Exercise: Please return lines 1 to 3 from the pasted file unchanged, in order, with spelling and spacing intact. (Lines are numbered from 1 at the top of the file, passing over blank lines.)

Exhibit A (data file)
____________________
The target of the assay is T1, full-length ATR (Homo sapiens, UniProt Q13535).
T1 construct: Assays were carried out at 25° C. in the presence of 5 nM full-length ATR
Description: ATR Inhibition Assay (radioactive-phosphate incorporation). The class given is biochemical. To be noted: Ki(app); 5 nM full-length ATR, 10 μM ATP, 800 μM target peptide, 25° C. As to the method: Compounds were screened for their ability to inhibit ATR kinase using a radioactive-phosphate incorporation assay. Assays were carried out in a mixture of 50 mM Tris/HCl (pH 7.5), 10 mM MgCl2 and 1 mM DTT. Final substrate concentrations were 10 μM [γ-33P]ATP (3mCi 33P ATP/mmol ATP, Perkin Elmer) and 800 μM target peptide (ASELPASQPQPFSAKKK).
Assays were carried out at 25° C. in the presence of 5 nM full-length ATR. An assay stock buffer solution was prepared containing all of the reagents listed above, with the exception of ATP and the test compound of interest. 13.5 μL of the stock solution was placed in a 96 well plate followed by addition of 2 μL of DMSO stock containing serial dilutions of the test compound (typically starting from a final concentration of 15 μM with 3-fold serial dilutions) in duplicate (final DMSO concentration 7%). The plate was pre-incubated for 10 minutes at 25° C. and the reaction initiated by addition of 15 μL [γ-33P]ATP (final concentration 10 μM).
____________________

The target of the assay is T1, full-length ATR (Homo sapiens, UniProt Q13535).
T1 construct: Assays were carried out at 25° C. in the presence of 5 nM full-length ATR
Description: ATR Inhibition Assay (radioactive-phosphate incorporation). The class given is biochemical. To be noted: Ki(app); 5 nM full-length ATR, 10 μM ATP, 800 μM target peptide, 25° C. As to the method: Compounds were screened for their ability to inhibit ATR kinase using a radioactive-phosphate incorporation assay. Assays were carried out in a mixture of 50 mM Tris/HCl (pH 7.5), 10 mM MgCl2 and 1 mM DTT. Final substrate concentrations were 10 μM [γ-33P]ATP (3mCi 33P ATP/mmol ATP, Perkin Elmer) and 800 μM target peptide (ASELPASQPQPFSAKKK).